The dwarf galaxy UGC 5189A, site of the supernova SN 2010jl (annotated) (Credit: ESO)
A group of astronomers has been able to follow stardust being made in real time — during the aftermath of a supernova explosion. For the first time they show that these cosmic dust factories make their grains in a two-stage process, starting soon after the explosion, but continuing for years afterwards. The team used ESO’s Very Large Telescope (VLT) in northern Chile to analyze the light from the supernova SN 2010jl as it slowly faded. The new results are published online in the journal Nature on 9 July 2014.
The origin of cosmic dust in galaxies is still a mystery . Astronomers know that supernovae may be the primary source of dust, especially in the early universe, but it is still unclear how and where dust grains condense and grow. It is also unclear how they avoid destruction in the harsh environment of a star-forming galaxy. But now, observations using ESO’s VLT at the Paranal Observatory in northern Chile are lifting the veil for the first time. Continue reading
NGC 5548. Bootes Penryn, California May 2008. M 250 @ f 9.3 (ag, ST-4)
The bright core of a spiral galaxy has unexpectedly dimmed, according to a new study by an international team of astronomers. The nucleus of galaxy NGC 5548, which contains a region of powerful X-ray light surrounding the galaxy’s central black hole, has been obscured by a fast-flowing stream of gas. Such behavior, which is rarely seen in the heart of this type of galaxy, casts new light on the poorly understood processes governing the interaction between galaxies and their central black holes. Continue reading
GOODS field containing distant dwarf galaxies forming stars at an incredible rate (annotated) (Credit:
NASA, ESA, the GOODS Team and M. Giavalisco (STScI/University of Massachusetts))
They may only be little, but they pack a star-forming punch: new observations from the NASA/ESA Hubble Space Telescope show that starbursts in dwarf galaxies played a bigger role than expected in the early history of the Universe.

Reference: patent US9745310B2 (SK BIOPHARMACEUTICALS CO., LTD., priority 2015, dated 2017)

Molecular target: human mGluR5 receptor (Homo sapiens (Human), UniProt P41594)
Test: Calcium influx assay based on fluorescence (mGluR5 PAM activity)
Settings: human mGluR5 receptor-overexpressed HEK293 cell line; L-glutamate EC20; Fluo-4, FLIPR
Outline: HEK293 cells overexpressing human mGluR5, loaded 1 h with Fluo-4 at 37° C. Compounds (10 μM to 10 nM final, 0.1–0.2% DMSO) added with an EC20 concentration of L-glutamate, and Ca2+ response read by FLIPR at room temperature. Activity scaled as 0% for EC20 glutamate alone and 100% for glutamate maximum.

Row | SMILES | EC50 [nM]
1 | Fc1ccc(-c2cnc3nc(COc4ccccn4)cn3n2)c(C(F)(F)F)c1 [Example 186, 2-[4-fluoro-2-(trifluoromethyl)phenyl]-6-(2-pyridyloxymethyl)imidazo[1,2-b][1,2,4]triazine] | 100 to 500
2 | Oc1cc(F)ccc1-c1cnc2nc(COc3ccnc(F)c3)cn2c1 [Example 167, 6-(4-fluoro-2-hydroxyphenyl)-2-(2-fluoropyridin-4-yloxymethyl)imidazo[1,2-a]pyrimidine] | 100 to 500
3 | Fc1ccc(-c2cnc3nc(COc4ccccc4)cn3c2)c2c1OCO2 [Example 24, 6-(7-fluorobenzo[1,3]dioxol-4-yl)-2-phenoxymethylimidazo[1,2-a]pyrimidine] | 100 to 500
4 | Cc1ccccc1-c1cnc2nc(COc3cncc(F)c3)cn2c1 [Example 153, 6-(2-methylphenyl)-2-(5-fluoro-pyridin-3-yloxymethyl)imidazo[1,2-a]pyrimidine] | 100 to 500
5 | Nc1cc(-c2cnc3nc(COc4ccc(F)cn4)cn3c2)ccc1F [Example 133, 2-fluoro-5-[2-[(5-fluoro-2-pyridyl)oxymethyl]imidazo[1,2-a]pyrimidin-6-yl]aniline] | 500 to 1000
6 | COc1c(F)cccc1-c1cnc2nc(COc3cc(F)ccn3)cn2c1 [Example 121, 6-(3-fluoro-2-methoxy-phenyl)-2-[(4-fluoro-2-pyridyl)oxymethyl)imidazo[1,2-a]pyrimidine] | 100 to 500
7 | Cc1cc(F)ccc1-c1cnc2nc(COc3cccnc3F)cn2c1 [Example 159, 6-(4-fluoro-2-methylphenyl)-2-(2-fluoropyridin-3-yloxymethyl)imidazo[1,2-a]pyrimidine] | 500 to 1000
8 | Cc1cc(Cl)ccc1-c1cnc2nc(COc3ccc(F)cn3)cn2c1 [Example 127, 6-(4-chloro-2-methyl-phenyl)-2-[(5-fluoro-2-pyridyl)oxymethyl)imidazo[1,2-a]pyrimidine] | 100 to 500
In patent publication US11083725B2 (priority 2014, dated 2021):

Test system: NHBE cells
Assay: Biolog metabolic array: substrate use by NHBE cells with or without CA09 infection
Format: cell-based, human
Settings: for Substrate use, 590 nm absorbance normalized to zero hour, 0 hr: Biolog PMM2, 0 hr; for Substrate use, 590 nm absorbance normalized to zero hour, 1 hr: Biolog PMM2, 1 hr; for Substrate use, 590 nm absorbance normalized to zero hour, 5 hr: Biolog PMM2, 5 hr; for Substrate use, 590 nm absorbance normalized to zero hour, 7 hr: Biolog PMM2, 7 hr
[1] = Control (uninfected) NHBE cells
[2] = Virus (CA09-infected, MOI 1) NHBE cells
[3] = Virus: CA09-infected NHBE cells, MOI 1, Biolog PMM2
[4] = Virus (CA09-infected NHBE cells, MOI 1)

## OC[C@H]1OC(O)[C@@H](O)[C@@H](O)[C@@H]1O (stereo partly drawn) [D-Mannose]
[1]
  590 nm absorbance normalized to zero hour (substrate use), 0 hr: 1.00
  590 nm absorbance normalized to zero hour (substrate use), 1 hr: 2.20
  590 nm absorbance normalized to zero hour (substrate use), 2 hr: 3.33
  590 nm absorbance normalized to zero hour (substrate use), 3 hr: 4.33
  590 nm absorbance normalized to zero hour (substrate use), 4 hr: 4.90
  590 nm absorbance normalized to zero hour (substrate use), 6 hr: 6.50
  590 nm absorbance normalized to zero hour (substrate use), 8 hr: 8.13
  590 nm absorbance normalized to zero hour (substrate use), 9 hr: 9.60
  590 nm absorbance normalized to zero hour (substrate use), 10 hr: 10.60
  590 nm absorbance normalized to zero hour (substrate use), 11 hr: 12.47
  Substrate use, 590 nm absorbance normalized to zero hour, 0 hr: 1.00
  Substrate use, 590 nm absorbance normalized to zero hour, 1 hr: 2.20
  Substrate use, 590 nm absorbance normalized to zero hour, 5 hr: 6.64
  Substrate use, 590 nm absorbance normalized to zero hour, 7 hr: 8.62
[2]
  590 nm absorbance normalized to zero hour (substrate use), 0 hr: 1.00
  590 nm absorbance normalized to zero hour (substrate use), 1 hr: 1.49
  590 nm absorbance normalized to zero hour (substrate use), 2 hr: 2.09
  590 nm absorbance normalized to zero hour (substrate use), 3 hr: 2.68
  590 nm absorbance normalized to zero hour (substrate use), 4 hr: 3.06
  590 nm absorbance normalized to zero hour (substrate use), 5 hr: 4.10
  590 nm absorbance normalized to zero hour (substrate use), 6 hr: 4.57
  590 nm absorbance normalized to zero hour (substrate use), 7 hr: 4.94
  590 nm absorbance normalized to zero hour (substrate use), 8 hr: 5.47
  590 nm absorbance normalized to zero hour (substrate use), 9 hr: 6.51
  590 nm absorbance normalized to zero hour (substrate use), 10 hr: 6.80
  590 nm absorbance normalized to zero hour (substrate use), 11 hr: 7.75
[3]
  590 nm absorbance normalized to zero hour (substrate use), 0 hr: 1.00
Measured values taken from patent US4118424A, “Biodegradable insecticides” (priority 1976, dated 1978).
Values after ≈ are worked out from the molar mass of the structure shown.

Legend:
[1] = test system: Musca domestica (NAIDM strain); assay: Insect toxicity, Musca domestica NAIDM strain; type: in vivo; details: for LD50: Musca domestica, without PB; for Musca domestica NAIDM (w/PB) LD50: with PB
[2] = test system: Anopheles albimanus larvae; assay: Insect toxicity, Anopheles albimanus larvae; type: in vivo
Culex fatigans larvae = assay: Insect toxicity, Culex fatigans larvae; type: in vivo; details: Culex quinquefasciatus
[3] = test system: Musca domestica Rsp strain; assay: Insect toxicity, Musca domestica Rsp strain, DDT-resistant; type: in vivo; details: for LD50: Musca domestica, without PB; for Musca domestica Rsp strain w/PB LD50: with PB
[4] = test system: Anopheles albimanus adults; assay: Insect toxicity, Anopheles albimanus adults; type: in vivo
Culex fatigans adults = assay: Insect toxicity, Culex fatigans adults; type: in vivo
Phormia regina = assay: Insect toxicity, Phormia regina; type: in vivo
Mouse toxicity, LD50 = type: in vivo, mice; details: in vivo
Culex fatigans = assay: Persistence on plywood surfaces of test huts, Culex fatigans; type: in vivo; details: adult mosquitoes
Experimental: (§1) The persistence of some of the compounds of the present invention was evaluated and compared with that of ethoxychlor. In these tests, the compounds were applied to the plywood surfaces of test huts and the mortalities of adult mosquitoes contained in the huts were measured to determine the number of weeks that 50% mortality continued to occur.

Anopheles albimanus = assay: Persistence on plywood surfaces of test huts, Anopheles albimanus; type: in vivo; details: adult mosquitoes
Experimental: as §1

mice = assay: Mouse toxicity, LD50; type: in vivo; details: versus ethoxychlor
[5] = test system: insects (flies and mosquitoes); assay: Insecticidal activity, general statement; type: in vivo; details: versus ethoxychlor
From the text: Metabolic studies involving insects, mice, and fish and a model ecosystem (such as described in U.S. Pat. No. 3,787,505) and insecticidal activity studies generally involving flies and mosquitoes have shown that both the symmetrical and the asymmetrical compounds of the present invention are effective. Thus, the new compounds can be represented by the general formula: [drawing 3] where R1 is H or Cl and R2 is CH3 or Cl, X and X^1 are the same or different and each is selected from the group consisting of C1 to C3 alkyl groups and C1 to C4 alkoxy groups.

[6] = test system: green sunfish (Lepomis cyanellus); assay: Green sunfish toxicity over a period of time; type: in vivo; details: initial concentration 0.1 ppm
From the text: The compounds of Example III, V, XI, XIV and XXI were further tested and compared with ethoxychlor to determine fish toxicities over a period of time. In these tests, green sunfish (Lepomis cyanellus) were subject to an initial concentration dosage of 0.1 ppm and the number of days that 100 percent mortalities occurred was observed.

Although galaxies across the Universe are still forming new stars, the majority of the stars were formed between two and six billion years after the Big Bang. Studying this early epoch of the Universe’s history is key in order to fully understand how these stars formed, and how galaxies have grown and evolved since. Continue reading
Australian astronomers have discovered what makes some spiral galaxies fat and bulging while others are flat discs — and it’s all about how fast they spin.
The Astrophysical Journal
The research, led by the International Centre for Radio Astronomy Research (ICRAR) in Perth, found that fast-rotating spiral galaxies are flat and thin while equally sized galaxies that rotate slowly are fatter.
The study was published today in the prestigious Astrophysical Journal and was part of “The Evolving Universe” research theme of the ARC Center of Excellence for All-sky Astrophysics (CAASTRO).
ICRAR Research Associate Professor Danail Obreschkow, from The University of Western Australia, said it is a much-debated mystery why galaxies look so different to each other.
“Some galaxies are very flat discs of stars and others are more bulging or even spherical,” he said.
Artist’s impression of the merger between two smaller dwarf galaxies; the result was the dwarf galaxy Andromeda II. (Image Credit: N. C. Amorisco & M. Høst (Niels Bohr Institute) and ESO / Digitized Sky Survey 2)
The Andromeda Galaxy is surrounded by a swarm of small satellite galaxies. Researchers from the Niels Bohr Institute, among others, have detected a stream of stars in one of the Andromeda Galaxy’s outer satellite galaxies, a dwarf galaxy called Andromeda II. The movement of the stars tells us that what we are observing is the remnant of a merger between two dwarf galaxies. Mergers between galaxies of such low mass has not been observed before. The results are published in the scientific journal Nature.
The galaxies in the early universe started off small and the theory of the astronomers is that the baby galaxies gradually grew larger and more massive by constantly colliding with neighboring galaxies to form new, larger galaxies. Large, massive galaxies constantly attract smaller galaxies due to gravity and they eventually merge together and grow even larger.